In James Bay, another blueberry season has come and gone. The real interesting fact is that the uses of blueberries continue well after our feeding frenzy is over. While blueberries do grow in Asia and Europe, it is the North American varieties, and more particular, the use of them by North American Indians that has led to significant contributions to modern society.

They are blue, round and tasty – besides jams, pancakes and au natural, what do you do with blueberries? The North American Blueberry Council says that 10 new products containing blueberries are introduced in North America every month. Okay, so we forgot about yogurt, cereal bars, ice-cream, candy, chocolate bars, soaps, shampoos, fruit roll-ups… but let’s pretend we are not at a grocery store.

Blueberries have always had multiple purposes for Aboriginals, including food and medicine. Early explorers recorded that American Indians would dry blueberries and store them to later add them to soups, stews and puddings (mixed with honey, water and ground meal from corn). Hmmm, perhaps we should revive some old recipes and make a special edition of Will on the Grill dedicated to blueberry recipes. Lest we forget, dried blueberries were also pounded together with dried meat to create pemmican. In fact, without hearty reserves of pemmican, it is unlikely that Lewis and Clark would have completed their historic voyage across North America to the Pacific Ocean. Not so well documented is our voyages across this continent, although not so perilous for us – there is no word

in our language for the wilderness as it is not wild to us, it was just one large grocery store and Walmart rolled into one.

What are the traditional medicines we derive from blueberries? Well, lean in a little closer: Women would make blueberry tea as a tonic for women giving birth. Blueberry tea can also be used as a cough medicine. It strengthens your body. In fact, during the U.S. Civil War, soldiers were given blueberry juice to keep up their strength. Blueberry juice can also fight bladder infections, fight bacteria, stop diarrhea, prevent cataracts in your eyes and is a healthy source of iron and vitamins A, C and E.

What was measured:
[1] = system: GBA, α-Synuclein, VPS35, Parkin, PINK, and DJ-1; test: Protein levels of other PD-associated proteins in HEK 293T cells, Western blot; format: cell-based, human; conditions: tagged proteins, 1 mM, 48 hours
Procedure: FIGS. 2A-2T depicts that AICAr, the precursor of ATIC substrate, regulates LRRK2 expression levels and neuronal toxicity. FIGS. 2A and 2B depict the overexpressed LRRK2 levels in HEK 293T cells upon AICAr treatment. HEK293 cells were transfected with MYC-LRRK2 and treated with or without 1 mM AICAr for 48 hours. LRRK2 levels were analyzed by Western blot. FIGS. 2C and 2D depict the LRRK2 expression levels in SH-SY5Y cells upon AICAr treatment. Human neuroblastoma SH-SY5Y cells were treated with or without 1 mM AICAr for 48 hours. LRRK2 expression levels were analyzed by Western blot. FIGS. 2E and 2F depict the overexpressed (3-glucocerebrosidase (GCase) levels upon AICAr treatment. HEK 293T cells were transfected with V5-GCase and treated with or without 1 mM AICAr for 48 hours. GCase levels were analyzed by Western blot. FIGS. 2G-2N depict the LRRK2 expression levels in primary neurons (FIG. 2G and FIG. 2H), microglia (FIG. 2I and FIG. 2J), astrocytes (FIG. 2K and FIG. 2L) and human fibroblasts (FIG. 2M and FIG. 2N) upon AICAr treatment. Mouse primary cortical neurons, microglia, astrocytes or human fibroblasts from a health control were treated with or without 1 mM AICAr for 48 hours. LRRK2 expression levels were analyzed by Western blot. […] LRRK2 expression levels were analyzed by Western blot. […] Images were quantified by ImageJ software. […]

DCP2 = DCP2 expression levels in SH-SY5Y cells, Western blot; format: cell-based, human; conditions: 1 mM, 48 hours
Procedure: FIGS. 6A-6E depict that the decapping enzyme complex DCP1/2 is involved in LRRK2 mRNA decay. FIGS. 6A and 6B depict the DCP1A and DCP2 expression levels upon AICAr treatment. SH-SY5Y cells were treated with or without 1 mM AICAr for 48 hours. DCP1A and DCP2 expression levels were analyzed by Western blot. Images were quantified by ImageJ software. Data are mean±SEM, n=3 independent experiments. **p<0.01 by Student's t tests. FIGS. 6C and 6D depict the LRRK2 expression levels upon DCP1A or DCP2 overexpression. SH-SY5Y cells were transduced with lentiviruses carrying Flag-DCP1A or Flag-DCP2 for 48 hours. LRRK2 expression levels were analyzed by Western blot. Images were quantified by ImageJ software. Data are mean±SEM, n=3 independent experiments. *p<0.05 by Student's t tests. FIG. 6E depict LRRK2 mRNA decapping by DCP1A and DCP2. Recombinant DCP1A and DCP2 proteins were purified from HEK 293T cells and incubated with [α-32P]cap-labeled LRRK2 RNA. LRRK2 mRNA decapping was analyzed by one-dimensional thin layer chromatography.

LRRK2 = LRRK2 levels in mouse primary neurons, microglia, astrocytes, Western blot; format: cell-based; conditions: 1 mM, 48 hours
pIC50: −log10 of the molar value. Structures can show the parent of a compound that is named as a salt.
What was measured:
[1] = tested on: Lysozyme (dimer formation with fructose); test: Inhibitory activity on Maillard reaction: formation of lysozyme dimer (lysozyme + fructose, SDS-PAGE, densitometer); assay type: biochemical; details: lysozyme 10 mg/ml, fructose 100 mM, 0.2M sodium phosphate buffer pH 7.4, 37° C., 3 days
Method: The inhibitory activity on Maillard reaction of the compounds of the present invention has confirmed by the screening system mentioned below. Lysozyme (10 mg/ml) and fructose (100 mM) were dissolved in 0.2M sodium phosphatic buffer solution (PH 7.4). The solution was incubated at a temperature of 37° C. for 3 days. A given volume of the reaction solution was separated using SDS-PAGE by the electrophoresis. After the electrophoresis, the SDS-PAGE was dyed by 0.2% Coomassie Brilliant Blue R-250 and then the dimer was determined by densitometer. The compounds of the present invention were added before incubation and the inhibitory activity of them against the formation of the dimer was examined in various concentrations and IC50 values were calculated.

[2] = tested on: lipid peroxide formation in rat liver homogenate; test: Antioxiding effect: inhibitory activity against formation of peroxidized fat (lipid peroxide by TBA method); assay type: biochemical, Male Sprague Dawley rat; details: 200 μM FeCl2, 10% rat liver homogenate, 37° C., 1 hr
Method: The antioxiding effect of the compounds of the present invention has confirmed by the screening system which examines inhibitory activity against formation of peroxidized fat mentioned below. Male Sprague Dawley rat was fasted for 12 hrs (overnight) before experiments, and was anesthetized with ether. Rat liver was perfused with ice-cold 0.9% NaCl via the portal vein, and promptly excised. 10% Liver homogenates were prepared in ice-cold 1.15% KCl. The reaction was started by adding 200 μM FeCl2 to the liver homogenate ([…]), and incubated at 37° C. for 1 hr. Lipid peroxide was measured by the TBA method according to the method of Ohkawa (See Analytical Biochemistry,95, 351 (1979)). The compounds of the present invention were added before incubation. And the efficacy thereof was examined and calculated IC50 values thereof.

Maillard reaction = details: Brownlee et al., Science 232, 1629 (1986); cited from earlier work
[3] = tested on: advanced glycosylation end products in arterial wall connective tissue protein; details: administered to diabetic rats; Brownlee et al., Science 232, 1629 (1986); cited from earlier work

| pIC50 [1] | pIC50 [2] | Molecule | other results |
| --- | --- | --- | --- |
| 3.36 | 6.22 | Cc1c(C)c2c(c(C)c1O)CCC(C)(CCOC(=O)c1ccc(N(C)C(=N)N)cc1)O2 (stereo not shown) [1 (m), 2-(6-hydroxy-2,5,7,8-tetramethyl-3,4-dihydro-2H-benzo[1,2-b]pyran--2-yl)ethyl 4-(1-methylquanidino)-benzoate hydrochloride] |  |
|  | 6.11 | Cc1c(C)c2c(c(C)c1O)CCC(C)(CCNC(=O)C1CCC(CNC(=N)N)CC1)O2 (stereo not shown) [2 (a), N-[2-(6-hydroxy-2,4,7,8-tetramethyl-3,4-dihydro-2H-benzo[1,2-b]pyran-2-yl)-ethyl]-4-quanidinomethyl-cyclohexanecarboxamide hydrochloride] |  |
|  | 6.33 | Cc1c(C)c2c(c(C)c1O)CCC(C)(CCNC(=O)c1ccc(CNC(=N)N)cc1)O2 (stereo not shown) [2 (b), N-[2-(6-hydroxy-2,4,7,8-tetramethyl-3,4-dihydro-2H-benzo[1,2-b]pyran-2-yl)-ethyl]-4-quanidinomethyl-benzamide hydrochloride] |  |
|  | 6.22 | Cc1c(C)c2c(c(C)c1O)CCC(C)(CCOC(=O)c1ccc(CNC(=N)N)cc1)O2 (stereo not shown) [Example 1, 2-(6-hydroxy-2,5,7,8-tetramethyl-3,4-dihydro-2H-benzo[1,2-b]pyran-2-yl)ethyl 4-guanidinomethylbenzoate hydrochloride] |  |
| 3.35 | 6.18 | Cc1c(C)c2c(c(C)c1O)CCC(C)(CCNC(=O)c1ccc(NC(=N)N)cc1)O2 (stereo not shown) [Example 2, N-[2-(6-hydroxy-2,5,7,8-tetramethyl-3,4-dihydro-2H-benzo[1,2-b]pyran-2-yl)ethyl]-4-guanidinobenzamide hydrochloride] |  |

Now for the really big one. Blueberries contain antioxidants which are believed to fight cancer and aging. So we may have solved the mystery of why the Crees are so good looking and never seem to age. It was great wisdom and fortune that located us in prime blueberry country or perhaps a testament to the cultivating skills of our ancestors that transformed our lands to yield incredible harvests of this life giving and preserving plant.

So next year, while picking wild blueberries in Cree country, remember to give some thanks to the Creator and respect to our Ancestors for the gifts they have given us. I know next season, my family will be drying some blueberries for a year of stews, soups, perhaps puddings but most likely for healthy doses of blueberry tea and juice throughout the long winter.